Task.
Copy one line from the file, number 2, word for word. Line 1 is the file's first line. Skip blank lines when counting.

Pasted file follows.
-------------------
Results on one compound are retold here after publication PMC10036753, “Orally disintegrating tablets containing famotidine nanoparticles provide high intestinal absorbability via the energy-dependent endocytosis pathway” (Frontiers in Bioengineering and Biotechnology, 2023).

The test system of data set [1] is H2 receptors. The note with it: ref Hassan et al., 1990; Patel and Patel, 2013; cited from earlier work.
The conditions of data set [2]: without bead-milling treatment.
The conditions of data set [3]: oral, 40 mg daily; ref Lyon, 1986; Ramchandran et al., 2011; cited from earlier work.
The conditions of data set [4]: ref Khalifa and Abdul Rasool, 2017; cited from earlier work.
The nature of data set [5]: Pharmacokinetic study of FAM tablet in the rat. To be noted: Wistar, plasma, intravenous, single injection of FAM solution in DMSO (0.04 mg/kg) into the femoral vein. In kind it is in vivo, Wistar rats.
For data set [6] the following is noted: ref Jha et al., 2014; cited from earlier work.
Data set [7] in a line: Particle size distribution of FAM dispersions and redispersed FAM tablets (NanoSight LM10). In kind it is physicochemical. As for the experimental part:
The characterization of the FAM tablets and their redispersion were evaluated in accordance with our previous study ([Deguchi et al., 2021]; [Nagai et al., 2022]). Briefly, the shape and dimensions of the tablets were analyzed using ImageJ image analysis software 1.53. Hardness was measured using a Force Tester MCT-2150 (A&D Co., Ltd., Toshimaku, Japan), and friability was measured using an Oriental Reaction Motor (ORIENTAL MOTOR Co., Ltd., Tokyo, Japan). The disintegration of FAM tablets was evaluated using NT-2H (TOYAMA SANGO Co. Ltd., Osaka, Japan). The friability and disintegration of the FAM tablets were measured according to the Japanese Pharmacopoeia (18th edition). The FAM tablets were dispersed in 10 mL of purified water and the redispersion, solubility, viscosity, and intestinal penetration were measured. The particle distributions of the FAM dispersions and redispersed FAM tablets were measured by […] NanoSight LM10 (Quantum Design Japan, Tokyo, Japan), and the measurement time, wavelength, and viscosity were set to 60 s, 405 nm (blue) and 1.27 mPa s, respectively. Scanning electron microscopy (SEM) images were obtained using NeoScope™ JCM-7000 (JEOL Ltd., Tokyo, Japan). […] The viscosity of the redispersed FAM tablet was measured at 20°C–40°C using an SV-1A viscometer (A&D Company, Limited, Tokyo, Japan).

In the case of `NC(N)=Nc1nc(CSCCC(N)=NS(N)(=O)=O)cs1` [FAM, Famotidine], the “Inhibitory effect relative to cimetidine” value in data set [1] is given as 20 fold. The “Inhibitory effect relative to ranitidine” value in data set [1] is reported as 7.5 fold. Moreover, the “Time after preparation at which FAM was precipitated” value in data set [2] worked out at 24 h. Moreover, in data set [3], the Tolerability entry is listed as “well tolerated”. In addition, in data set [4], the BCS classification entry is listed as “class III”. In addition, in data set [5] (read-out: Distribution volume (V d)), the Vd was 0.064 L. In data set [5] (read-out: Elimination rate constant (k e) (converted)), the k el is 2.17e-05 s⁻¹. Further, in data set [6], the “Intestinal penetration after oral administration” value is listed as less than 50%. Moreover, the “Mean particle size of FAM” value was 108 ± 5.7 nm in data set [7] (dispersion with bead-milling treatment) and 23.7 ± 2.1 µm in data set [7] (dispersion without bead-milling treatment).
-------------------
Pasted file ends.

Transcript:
The test system of data set [1] is H2 receptors. The note with it: ref Hassan et al., 1990; Patel and Patel, 2013; cited from earlier work.